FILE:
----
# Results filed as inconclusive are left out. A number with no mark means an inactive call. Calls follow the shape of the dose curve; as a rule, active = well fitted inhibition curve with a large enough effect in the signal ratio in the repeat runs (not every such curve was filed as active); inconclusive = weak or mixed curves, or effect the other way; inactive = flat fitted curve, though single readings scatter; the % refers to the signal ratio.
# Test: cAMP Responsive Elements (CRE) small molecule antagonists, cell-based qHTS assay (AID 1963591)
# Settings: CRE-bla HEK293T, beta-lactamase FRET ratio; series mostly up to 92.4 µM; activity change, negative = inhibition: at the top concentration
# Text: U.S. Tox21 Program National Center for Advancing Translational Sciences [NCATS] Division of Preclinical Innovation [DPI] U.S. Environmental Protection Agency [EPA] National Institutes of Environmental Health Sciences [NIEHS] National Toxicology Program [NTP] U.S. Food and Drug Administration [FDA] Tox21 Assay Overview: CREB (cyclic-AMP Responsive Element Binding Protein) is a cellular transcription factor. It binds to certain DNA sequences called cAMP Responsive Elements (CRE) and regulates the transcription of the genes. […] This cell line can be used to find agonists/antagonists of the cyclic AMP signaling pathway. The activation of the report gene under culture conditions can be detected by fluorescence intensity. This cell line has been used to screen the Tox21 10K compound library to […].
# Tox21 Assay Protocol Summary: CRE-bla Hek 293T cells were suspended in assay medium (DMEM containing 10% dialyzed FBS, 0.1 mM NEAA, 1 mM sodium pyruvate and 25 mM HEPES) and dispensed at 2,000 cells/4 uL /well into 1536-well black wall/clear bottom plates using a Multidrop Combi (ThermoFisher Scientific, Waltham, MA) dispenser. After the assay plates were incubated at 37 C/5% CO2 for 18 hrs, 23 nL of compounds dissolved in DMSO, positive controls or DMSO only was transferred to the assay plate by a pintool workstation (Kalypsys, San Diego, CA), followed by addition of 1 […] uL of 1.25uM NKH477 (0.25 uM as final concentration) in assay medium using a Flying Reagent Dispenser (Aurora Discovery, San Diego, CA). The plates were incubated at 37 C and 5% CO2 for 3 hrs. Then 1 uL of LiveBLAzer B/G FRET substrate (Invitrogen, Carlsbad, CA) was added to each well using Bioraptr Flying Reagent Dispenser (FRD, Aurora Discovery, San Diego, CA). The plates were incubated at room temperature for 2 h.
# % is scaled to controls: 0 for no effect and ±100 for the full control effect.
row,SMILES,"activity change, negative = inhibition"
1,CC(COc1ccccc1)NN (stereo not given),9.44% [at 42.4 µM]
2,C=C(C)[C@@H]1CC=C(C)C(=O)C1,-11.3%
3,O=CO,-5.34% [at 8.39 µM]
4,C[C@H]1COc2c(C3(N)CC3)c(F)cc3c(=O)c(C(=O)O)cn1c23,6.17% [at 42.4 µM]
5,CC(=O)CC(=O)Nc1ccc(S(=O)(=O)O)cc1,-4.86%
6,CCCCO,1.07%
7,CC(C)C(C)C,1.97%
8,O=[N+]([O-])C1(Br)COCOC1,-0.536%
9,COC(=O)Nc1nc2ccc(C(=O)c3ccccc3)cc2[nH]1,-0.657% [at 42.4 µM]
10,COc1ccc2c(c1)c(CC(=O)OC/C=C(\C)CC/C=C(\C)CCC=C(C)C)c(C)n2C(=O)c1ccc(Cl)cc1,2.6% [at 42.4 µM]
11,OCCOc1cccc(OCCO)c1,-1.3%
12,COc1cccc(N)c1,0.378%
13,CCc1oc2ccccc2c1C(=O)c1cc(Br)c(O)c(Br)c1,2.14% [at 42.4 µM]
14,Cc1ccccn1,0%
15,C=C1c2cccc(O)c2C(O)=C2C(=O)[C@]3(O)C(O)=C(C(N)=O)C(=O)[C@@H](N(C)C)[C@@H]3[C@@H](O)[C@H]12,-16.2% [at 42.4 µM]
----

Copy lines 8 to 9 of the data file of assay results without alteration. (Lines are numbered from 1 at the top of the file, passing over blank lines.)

1,CC(COc1ccccc1)NN (stereo not given),9.44% [at 42.4 µM]
2,C=C(C)[C@@H]1CC=C(C)C(=O)C1,-11.3%